There is a boatload of macro-related news this morning, much of it rather underwhelming. Still, markets worldwide appear to be taking a rather sanguine view of things, perhaps considering that yesterday's sell-off was overdone. In the U.S., the Dow Jones Industrial Average (DJINDICES:^DJI) is up 0.2% as of 10 a.m. EDT after four straight losing days.
China's central bank injected a record 290 billion yuan ($46 billion) of liquidity into the banking system on Thursday ahead of the Golden Week holiday that begins on Monday, but borrowing rates continued to rise. If not a borrower, then an investor be: The Chinese stock market appeared to take solace in the measure, as the Shanghai Composite Index gained 2.6% despite a release from Beijing's National Bureau of Statistics that said Chinese industrial companies' profits have declined for a fifth consecutive month in August (then again, as The Economist reminded us recently, "No one knows if Chinese statistics are true.")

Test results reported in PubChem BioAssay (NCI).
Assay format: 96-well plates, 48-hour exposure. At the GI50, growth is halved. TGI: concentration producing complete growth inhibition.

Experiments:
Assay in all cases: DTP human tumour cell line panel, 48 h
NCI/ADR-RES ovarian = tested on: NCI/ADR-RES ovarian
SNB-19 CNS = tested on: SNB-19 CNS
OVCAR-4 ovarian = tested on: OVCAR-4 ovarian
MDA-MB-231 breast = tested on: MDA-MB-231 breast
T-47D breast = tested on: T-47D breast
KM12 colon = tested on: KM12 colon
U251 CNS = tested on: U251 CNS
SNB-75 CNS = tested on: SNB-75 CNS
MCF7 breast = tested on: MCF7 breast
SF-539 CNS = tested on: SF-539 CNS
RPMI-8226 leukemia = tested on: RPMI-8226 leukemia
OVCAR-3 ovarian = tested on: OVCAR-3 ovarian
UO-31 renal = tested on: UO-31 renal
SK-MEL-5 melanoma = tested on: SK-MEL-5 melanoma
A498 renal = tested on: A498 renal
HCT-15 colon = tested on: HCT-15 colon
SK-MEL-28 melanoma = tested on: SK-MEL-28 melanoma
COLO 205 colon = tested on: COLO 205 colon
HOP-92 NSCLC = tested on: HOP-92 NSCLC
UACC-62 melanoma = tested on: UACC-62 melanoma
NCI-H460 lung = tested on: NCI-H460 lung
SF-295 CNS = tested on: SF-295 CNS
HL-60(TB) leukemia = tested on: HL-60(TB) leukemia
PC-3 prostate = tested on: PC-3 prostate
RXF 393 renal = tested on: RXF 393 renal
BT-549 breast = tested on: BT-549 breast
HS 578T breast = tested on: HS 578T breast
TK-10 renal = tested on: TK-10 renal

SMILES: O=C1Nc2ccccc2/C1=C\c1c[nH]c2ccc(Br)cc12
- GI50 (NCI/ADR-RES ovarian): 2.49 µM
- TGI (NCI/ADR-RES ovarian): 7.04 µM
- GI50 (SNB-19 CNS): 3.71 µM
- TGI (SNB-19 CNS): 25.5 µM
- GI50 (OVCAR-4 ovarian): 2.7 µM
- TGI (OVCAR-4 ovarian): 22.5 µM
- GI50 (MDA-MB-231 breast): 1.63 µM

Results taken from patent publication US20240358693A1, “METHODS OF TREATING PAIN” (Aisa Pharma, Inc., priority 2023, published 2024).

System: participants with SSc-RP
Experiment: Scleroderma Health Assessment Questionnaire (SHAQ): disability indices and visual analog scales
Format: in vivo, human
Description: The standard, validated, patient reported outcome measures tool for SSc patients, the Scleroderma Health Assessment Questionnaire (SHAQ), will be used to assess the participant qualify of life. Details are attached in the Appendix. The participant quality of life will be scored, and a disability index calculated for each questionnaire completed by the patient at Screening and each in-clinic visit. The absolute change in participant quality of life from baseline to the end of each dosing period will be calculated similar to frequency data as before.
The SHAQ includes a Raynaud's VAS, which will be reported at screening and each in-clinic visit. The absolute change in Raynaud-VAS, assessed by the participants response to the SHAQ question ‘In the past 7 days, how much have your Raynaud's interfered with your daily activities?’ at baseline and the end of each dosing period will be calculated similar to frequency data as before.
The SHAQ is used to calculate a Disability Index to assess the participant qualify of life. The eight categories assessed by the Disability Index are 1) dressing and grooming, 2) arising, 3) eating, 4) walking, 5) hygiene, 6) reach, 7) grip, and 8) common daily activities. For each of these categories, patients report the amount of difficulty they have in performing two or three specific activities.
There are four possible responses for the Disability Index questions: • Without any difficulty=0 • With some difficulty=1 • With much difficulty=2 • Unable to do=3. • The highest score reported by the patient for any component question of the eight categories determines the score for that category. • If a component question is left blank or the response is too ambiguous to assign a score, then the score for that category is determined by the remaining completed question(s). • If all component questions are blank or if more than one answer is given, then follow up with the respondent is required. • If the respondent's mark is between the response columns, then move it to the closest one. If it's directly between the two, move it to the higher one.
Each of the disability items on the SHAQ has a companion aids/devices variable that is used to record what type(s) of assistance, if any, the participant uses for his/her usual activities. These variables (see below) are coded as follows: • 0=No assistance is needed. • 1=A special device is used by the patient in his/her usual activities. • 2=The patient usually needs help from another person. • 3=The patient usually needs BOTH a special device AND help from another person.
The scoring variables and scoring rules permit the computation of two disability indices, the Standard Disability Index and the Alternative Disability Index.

After a second night of protests in Madrid, Spain is expected to unveil its 2013 budget today, which will likely include a further taste of austerity -- a sour prospect for Spaniards. Tomorrow, Spain will reveal the results of an independent audit of the Spanish banking sector, which is at the very heart of Spain's woes. The dithering in asking for and crafting a European bailout package for Spanish banks is terribly damaging for market perception.
Finally, in the U.S., second-quarter GDP growth was revised downward to 1.3% from 1.7%. Couple that with the Business Roundtable's index of CEO confidence falling to its lowest level in three years, and it's just another reminder -- if it was necessary -- of the urgency for lawmakers to steer the economy away from the looming "fiscal cliff." The good news is that lawmakers are preparing behind the scenes to address the issue, contingent on the outcome of the presidential election. Meanwhile, "These Stocks Could Skyrocket After the 2012 Presidential Election."
Fool contributor Alex Dumortier holds no position in any company mentioned. Click here to see his holdings and a short bio; you can follow him @longrunreturns. The Motley Fool has a disclosure policy.
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